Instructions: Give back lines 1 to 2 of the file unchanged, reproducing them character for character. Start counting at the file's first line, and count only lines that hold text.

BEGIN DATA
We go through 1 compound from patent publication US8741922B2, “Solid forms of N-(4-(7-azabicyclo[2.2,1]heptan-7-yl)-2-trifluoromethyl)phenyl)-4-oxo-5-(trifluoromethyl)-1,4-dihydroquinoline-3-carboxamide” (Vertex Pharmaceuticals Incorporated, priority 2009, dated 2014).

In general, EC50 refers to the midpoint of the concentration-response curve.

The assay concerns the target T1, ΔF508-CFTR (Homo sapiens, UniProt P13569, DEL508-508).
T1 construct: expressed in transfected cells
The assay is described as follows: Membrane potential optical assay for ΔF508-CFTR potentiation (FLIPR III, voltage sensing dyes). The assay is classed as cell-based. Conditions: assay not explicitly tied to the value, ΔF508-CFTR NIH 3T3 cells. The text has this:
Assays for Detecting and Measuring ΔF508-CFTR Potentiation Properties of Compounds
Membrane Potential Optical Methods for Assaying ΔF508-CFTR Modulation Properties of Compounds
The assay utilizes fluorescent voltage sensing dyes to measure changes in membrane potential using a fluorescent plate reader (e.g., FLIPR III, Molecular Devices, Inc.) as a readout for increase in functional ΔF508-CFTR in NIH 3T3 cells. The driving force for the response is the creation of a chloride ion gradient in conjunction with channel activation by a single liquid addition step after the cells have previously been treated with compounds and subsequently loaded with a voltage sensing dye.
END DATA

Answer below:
We go through 1 compound from patent publication US8741922B2, “Solid forms of N-(4-(7-azabicyclo[2.2,1]heptan-7-yl)-2-trifluoromethyl)phenyl)-4-oxo-5-(trifluoromethyl)-1,4-dihydroquinoline-3-carboxamide” (Vertex Pharmaceuticals Incorporated, priority 2009, dated 2014).

In general, EC50 refers to the midpoint of the concentration-response curve.